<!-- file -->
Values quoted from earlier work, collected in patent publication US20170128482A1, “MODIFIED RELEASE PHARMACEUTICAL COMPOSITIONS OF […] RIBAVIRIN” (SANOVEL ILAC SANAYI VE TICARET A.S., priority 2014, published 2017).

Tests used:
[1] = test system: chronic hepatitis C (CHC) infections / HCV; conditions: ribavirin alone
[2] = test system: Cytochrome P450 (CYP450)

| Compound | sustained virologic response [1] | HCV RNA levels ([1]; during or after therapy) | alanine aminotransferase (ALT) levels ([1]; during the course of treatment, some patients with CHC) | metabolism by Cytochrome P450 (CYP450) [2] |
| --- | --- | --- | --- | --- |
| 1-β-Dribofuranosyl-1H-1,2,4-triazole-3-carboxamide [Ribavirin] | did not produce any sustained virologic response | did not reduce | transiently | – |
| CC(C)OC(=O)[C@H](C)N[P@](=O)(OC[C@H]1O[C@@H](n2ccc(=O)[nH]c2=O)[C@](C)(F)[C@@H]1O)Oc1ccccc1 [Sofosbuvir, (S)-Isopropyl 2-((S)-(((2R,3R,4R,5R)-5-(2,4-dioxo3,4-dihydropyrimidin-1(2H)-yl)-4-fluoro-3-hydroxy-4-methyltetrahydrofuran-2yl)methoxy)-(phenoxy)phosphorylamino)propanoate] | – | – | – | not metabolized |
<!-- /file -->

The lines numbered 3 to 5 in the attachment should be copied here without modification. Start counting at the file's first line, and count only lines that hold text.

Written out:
[1] = test system: chronic hepatitis C (CHC) infections / HCV; conditions: ribavirin alone
[2] = test system: Cytochrome P450 (CYP450)

| Compound | sustained virologic response [1] | HCV RNA levels ([1]; during or after therapy) | alanine aminotransferase (ALT) levels ([1]; during the course of treatment, some patients with CHC) | metabolism by Cytochrome P450 (CYP450) [2] |